Rich Donnelly

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Rich Donnelly
Rich Donnelly.jpg
Donnelly in spring 2007
Third Base Coach, Seattle Mariners
Born: (1946-08-03) August 3, 1946 (age 67)
Steubenville, Ohio
Bats: LeftThrows: Right
 
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Rich Donnelly
Rich Donnelly.jpg
Donnelly in spring 2007
Third Base Coach, Seattle Mariners
Born: (1946-08-03) August 3, 1946 (age 67)
Steubenville, Ohio
Bats: LeftThrows: Right

Richard Francis Donnelly (born August 5, 1946, at Steubenville, Ohio) is an American professional baseball coach. On March 7, 2014, he was named third-base coach of the Seattle Mariners, replacing John Stearns, who was forced to resign for health reasons.[1] Donnelly has been a Major League Baseball coach for over 25 years, and was a catcher during his active career in minor league baseball.

Donnelly had been slated to spend 2014 as manager of the Tacoma Rainiers of the Pacific Coast League, the Mariners' Triple-A affiliate.[2] However, Stearns underwent hiatal hernia surgery prior to spring training on February 24, and his slower-than-expected recovery caused him to step down to a professional scouting post with the Mariners.[1] Donnelly was then named to take his place on the staff of skipper Lloyd McClendon, whose playing tenure with the Pittsburgh Pirates (1990–1994) coincided with Donnelly's service on Jim Leyland's coaching staff.

Prior to joining the Mariners' organization in 2014, Donnelly spent three seasons (2011–2013) as skipper of the Brooklyn Cyclones of the New York-Penn League, Short Season-A farm club of the New York Mets.

Early life[edit]

Donnelly graduated from Steubenville Catholic Central High School in Ohio where he played baseball and basketball. He then attended college at Xavier University.

Playing career[edit]

Donnelly was signed as a catcher by the Minnesota Twins in 1967 and played four seasons in the Twins' and Washington Senators' minor league systems, compiling a .224 career batting average with two home runs and 73 runs batted in in 313 games played.[3]

Coaching career[edit]

Personal life[edit]

Donnelly also is rated in the top ten racquetball players over 50 in the United States.

Perhaps the best known story of Donnelly is his experience coaching the Florida Marlins in the 1997 World Series. Rich Donnelly's 17-year old daughter, Amy, died of a brain tumor in 1993. Before her death, Amy attended a 1992 playoff game in which Rich was coaching. After the game, she asked, 'Dad, what are you telling them? That the chicken runs at midnight, or what?'" since she noticed that he would cup his hands over his mouth while yelling out instructions to runners on second base. Since her death, the Donnelly family would deem that as her catchphrase and serve inspiration for the family.

Years later in 1997, as a member of the Florida Marlins, he would meet Craig Counsell, a player his son Tim nicknamed "Chicken Wing", because of his unique batting stance. In the 11th inning of Game 7, Counsell reached base, and was able to advance to third base as the inning progressed. Edgar Renteria then hit a single on which Counsell scored, winning the World Series for the Marlins. Rich's sons Tim and Mike, who were honorary bat boys that evening, rushed to their father in celebration. Tim pointed out to the stadium clock which read 12:00 midnight, telling his father, "The chicken ran at midnight, dad." Donnelly believes that Amy was sending him a message from Heaven, and this experience has strengthened and solidified his faith in God even more.[5][6]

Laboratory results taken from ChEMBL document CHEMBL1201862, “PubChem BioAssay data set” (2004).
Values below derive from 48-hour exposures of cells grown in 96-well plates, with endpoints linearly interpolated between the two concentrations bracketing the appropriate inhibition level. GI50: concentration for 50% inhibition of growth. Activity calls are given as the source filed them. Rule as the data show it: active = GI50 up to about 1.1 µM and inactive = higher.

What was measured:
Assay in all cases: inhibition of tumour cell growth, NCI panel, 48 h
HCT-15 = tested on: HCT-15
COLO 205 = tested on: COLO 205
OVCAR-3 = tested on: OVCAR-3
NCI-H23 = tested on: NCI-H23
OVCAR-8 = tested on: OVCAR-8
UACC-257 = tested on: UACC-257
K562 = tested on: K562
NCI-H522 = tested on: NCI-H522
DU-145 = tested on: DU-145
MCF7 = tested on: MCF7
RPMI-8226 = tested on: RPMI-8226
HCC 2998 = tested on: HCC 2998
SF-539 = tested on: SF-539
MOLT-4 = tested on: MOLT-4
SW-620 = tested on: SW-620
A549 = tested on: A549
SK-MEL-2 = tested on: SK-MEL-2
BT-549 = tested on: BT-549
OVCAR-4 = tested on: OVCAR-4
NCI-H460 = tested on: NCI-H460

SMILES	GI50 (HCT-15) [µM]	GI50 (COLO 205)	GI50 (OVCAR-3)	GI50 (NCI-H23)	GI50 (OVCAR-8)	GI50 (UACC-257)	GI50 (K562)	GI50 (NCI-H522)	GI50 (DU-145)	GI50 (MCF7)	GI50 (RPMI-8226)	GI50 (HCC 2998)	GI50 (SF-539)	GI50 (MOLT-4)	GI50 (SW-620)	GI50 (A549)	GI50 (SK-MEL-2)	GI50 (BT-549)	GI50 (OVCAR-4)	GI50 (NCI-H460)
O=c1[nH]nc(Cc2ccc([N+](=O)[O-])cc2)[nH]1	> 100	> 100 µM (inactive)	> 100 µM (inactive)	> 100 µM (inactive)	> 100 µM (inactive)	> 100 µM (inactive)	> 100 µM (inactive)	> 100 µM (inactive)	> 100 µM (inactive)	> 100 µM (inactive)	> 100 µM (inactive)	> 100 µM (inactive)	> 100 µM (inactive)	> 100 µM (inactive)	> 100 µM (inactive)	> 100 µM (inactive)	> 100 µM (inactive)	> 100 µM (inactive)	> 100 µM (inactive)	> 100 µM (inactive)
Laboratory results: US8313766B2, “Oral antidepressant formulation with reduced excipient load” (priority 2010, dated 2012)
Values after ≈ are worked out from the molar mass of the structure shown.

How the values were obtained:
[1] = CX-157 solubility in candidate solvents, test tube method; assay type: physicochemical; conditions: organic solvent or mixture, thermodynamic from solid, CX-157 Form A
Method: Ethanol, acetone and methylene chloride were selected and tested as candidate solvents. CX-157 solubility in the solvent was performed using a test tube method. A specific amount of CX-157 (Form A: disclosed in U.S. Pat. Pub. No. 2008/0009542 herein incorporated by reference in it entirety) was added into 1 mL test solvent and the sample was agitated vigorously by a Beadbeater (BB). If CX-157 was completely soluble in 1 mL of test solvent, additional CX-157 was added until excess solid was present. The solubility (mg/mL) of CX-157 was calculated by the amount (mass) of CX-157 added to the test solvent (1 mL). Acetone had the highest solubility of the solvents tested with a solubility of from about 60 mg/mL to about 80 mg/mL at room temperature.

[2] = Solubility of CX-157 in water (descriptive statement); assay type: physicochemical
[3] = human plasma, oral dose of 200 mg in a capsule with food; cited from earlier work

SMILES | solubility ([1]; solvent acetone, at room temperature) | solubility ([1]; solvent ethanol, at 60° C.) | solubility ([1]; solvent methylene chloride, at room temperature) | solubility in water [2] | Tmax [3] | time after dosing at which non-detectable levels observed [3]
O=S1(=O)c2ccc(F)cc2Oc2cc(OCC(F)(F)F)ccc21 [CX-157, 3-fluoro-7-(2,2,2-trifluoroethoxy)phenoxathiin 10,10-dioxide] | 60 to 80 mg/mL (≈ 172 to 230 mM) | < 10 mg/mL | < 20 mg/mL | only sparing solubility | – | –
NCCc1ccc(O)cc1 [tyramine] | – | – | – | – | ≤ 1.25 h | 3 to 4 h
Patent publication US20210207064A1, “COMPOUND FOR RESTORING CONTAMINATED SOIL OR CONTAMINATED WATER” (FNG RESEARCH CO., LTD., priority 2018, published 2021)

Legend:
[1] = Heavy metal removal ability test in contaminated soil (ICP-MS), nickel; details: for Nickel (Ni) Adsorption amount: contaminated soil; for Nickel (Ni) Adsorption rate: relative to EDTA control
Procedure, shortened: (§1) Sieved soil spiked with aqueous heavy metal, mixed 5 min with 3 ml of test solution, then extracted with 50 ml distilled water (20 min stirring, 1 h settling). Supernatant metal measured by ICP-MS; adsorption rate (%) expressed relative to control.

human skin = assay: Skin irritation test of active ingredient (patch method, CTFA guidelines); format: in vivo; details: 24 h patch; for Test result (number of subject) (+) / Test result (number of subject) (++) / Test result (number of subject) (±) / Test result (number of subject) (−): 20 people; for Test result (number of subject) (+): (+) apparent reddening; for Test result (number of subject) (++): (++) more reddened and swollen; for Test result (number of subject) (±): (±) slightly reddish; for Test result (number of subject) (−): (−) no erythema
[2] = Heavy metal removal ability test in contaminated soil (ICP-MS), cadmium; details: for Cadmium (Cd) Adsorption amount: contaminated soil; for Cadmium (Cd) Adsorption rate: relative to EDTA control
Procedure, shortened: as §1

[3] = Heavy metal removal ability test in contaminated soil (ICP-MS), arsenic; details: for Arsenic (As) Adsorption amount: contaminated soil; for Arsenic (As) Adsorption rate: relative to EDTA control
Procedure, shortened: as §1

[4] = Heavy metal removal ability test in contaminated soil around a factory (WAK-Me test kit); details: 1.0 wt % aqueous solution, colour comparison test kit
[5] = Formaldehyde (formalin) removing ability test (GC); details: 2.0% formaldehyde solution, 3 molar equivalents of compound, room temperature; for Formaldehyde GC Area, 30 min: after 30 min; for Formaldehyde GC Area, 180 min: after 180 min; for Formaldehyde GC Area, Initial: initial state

This story was featured on the documentary "Champions of Faith", highlighting the stories of Catholic baseball professionals playing in Major League Baseball.

References[edit]

  1. ^ a b mlb.com
  2. ^ a b Tacoma News-Tribune
  3. ^ Baseball Reference (Minors)
  4. ^ Johns, Greg (March 7, 2014). "Citing recovery, Stearns resigns as third-base coach". MLB.com. Retrieved March 7, 2014. 
  5. ^ Beattie, Trent (September 19, 2011). "Otherworldly Series". National Catholic Register. Retrieved March 7, 2014. 
  6. ^ Gurnick, Ken (March 22, 2006). "'The chicken runs at midnight'". MLB.com. Retrieved March 8, 2014. 

External links[edit]

Sporting positions
Preceded by
Tommy Helms
Texas Rangers first base coach
1983–1985
Succeeded by
Art Howe
Preceded by
Rick Peterson
Pittsburgh Pirates bullpen coach
1986–1992
Succeeded by
Terry Collins
Preceded by
Gene Lamont
Pittsburgh Pirates third base coach
1993–1995
Succeeded by
Gene Lamont
Preceded by
Bill Virdon
Pittsburgh Pirates bench coach
1996
Succeeded by
Rick Renick
Preceded by
Cookie Rojas
Florida Marlins third base coach
1997–1998
Succeeded by
Fredi González
Preceded by
Gene Glynn
Colorado Rockies third base coach
1999–2002
Succeeded by
Sandy Alomar, Sr.
Preceded by
Gary Allenson
Milwaukee Brewers third base coach
2003–2005
Succeeded by
Dale Sveum
Preceded by
Glenn Hoffman
Los Angeles Dodgers third base coach
2006–2007
Succeeded by
Larry Bowa
Preceded by
John Stearns
Seattle Mariners third base coach
2014–
Succeeded by
Incumbent